Quite frankly, no one could have gotten away with this book except the author Fannie Flagg. For what other author would someone be patient enough to read a book in which most of the characters are dead and buried? Especially if it’s not a horror story?
As far as this reviewer is concerned, Fannie Flagg will never write a story as funny, poignant, and compelling as Fried Green Tomatoes at the Whistle Stop Café, but I’m glad she keeps trying. While I don’t absolutely LOVE every one of her books, I think it’s safe to say that they nearly all – or at least the ones I have read – make me smile.
That’s because the stories are all character-driven, and her characters are all lovable. Even if they’re dead.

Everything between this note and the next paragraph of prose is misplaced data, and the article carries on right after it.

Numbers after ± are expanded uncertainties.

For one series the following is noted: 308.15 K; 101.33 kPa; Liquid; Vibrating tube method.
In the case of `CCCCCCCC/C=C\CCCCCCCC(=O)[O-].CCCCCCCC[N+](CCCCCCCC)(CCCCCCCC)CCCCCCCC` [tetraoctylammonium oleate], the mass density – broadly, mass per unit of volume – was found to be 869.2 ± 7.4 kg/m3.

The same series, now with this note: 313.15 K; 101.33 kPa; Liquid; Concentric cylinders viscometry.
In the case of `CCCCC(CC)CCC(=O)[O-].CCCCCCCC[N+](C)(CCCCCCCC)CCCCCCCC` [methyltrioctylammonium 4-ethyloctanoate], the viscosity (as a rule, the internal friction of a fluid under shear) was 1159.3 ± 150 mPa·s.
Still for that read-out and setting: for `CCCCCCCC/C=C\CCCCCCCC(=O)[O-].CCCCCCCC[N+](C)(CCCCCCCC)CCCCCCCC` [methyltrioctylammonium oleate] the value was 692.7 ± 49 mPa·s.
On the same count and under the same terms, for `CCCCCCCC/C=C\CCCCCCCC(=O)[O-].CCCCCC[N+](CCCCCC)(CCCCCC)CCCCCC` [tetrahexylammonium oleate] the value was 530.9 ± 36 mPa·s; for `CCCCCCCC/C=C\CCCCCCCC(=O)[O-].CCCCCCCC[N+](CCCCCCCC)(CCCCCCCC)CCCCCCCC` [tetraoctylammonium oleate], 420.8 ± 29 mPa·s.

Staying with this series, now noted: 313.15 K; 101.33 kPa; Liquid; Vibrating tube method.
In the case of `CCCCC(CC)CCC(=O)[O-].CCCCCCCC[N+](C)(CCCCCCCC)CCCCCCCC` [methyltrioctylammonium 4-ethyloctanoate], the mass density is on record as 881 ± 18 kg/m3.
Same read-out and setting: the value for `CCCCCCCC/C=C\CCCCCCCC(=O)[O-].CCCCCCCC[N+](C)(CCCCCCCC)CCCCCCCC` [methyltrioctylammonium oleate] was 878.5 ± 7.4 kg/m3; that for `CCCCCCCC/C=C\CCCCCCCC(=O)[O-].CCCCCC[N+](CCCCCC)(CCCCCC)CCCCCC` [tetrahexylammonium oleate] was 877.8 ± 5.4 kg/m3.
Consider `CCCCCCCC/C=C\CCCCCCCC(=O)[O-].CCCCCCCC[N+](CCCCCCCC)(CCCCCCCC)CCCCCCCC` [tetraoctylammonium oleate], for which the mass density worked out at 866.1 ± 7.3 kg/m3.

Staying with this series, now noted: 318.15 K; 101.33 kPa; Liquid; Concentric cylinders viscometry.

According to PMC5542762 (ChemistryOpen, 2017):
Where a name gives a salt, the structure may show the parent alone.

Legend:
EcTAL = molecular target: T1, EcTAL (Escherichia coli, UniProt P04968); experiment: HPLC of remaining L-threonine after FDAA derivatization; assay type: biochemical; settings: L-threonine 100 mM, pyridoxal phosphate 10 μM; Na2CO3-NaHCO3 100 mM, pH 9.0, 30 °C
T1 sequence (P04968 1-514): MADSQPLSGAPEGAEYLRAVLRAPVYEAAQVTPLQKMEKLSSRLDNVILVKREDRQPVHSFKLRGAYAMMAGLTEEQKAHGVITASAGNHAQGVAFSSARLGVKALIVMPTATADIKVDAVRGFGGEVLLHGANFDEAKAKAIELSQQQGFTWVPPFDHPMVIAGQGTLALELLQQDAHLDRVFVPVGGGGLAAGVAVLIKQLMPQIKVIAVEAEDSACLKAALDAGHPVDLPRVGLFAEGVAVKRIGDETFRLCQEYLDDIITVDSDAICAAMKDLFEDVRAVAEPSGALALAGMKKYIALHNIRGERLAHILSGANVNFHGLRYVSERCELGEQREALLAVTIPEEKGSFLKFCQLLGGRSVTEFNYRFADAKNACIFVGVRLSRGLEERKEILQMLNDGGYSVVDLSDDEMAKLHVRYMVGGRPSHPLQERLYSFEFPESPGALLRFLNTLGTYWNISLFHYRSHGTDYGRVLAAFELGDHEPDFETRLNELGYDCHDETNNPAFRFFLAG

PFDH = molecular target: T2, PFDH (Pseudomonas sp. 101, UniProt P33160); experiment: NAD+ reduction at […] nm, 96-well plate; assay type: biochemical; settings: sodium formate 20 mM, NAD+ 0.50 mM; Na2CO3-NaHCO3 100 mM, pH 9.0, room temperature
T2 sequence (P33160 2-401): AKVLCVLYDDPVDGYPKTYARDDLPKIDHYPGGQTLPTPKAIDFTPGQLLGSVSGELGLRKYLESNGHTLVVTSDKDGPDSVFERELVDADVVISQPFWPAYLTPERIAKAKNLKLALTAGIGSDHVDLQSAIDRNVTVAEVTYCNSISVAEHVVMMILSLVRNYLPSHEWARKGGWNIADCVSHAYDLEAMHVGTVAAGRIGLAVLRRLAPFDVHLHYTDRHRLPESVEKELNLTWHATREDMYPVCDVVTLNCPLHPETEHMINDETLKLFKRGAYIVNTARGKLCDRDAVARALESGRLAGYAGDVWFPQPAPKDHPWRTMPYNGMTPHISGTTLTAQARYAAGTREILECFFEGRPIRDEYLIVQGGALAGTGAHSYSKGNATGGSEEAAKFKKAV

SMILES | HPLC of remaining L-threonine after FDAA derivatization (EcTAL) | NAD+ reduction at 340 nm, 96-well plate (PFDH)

The story begins many years ago with Lordor Nordstrom, an immigrant from Sweden homesteading in Missouri. The area in which he lives is made up entirely of Swedish immigrants. With Lordor taking the lead, the people eventually begin building the makings of a town, which they call Elmwood Springs, with Lordor serving as mayor. They build businesses, churches and even a cemetery.
The town becomes a bustling community with loving friends and neighbors, business owners, preachers, and all manner of people who make up a normal town. But things become interesting when people begin to die. Because lo, and behold, though they are buried in the cemetery, they are still able to talk and observe what’s going on in their little community.
And that’s about all that happens in the book. The story is told almost primarily through the voices of the dead. And it’s okay. Because they people of Elmwood Springs watch out for each other whether living or dead.
There are so many characters over so many years that it becomes confusing for the reader, or at least for this reader. Still, I enjoyed the book very much and it left me feeling good.
That’s about as good a compliment as I can give a novel.